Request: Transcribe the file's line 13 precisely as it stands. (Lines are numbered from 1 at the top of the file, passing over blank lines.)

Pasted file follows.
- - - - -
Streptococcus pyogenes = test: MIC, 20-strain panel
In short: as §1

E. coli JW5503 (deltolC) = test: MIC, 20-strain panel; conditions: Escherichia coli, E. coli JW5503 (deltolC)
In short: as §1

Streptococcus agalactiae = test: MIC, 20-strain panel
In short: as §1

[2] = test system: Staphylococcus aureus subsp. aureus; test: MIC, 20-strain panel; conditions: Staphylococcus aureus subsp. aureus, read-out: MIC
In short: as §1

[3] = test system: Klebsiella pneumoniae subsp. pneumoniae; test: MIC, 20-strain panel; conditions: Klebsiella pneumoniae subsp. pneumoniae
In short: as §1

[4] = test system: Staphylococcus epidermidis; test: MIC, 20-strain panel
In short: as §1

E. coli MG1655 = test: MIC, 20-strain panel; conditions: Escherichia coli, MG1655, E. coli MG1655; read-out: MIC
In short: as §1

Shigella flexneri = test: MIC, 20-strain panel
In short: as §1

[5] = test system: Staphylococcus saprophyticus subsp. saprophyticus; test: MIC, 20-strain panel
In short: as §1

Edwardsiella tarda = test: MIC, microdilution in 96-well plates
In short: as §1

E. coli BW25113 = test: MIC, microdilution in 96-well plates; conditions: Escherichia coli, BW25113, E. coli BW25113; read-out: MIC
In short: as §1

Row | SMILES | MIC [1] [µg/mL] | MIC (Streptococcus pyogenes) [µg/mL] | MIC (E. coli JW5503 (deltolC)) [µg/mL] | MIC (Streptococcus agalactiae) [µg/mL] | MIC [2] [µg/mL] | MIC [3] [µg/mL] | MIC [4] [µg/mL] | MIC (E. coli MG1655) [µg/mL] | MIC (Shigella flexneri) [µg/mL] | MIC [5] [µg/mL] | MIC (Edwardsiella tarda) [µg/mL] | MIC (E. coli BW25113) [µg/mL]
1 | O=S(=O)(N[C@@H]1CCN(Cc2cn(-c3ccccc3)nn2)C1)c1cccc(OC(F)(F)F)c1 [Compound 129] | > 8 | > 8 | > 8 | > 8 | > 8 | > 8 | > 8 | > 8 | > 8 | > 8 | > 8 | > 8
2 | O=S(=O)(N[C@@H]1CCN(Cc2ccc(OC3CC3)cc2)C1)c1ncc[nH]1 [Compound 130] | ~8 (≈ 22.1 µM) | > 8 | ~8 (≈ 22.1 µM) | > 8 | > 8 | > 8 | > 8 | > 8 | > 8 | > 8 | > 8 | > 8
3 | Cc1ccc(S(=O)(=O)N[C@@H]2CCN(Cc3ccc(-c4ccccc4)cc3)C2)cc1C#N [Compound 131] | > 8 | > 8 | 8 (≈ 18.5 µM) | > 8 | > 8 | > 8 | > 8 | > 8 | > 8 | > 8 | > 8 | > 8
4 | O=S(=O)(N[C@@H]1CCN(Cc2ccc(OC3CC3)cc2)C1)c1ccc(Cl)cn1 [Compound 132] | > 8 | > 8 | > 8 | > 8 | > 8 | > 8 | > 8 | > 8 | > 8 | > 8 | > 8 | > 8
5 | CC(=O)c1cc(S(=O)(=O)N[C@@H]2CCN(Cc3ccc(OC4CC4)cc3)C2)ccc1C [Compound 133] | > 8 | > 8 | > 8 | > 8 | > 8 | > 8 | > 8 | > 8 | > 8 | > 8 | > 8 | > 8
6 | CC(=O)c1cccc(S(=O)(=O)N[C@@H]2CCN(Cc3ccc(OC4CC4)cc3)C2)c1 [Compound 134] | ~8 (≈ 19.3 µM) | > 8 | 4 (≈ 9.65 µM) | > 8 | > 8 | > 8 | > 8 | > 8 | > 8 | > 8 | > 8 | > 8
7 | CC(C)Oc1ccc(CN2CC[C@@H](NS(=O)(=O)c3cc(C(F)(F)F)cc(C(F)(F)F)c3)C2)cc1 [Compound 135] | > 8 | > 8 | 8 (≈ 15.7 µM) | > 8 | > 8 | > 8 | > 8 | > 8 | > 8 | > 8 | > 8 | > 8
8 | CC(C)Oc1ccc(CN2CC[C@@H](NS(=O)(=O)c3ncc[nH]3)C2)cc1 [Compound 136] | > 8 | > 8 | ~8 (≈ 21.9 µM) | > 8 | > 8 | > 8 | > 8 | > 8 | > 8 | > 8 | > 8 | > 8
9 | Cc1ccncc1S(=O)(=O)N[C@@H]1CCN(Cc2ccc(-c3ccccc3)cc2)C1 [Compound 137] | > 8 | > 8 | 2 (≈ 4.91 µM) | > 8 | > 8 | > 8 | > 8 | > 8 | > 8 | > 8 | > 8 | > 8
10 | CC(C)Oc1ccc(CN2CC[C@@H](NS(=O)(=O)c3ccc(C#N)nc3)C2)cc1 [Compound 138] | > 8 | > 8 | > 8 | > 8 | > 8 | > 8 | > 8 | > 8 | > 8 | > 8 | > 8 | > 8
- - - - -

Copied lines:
E. coli MG1655 = test: MIC, 20-strain panel; conditions: Escherichia coli, MG1655, E. coli MG1655; read-out: MIC